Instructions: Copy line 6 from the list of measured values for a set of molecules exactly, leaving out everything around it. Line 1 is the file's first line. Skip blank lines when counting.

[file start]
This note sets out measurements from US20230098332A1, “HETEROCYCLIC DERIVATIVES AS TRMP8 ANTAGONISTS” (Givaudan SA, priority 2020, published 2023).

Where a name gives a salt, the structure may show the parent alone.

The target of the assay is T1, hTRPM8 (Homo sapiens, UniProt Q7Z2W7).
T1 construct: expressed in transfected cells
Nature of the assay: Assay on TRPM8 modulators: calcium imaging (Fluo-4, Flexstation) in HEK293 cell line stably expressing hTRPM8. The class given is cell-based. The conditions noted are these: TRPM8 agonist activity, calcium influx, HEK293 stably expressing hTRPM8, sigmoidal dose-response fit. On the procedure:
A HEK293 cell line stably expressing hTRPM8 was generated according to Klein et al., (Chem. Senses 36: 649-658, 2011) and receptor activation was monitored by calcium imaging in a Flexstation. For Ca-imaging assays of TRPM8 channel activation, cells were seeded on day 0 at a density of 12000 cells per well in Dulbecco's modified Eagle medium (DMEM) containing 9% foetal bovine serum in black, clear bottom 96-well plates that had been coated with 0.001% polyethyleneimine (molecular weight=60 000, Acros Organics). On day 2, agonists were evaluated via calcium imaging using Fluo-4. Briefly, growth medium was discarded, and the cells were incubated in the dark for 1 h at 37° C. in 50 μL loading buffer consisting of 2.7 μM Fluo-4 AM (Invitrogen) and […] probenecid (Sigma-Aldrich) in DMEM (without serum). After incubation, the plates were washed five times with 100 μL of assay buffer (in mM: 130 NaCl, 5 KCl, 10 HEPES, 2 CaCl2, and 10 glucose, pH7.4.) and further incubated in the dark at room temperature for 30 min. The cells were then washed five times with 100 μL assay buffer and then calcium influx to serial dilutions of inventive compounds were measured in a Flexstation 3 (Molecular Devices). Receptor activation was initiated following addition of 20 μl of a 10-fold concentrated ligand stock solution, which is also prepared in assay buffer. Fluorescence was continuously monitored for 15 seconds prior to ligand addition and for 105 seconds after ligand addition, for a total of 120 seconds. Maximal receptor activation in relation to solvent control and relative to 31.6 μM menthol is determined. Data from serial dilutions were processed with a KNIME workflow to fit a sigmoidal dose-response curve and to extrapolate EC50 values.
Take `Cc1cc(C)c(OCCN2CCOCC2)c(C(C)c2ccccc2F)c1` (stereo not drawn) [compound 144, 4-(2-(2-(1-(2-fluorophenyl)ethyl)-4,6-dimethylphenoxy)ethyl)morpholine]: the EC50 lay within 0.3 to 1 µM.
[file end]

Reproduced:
A HEK293 cell line stably expressing hTRPM8 was generated according to Klein et al., (Chem. Senses 36: 649-658, 2011) and receptor activation was monitored by calcium imaging in a Flexstation. For Ca-imaging assays of TRPM8 channel activation, cells were seeded on day 0 at a density of 12000 cells per well in Dulbecco's modified Eagle medium (DMEM) containing 9% foetal bovine serum in black, clear bottom 96-well plates that had been coated with 0.001% polyethyleneimine (molecular weight=60 000, Acros Organics). On day 2, agonists were evaluated via calcium imaging using Fluo-4. Briefly, growth medium was discarded, and the cells were incubated in the dark for 1 h at 37° C. in 50 μL loading buffer consisting of 2.7 μM Fluo-4 AM (Invitrogen) and […] probenecid (Sigma-Aldrich) in DMEM (without serum). After incubation, the plates were washed five times with 100 μL of assay buffer (in mM: 130 NaCl, 5 KCl, 10 HEPES, 2 CaCl2, and 10 glucose, pH7.4.) and further incubated in the dark at room temperature for 30 min. The cells were then washed five times with 100 μL assay buffer and then calcium influx to serial dilutions of inventive compounds were measured in a Flexstation 3 (Molecular Devices). Receptor activation was initiated following addition of 20 μl of a 10-fold concentrated ligand stock solution, which is also prepared in assay buffer. Fluorescence was continuously monitored for 15 seconds prior to ligand addition and for 105 seconds after ligand addition, for a total of 120 seconds. Maximal receptor activation in relation to solvent control and relative to 31.6 μM menthol is determined. Data from serial dilutions were processed with a KNIME workflow to fit a sigmoidal dose-response curve and to extrapolate EC50 values.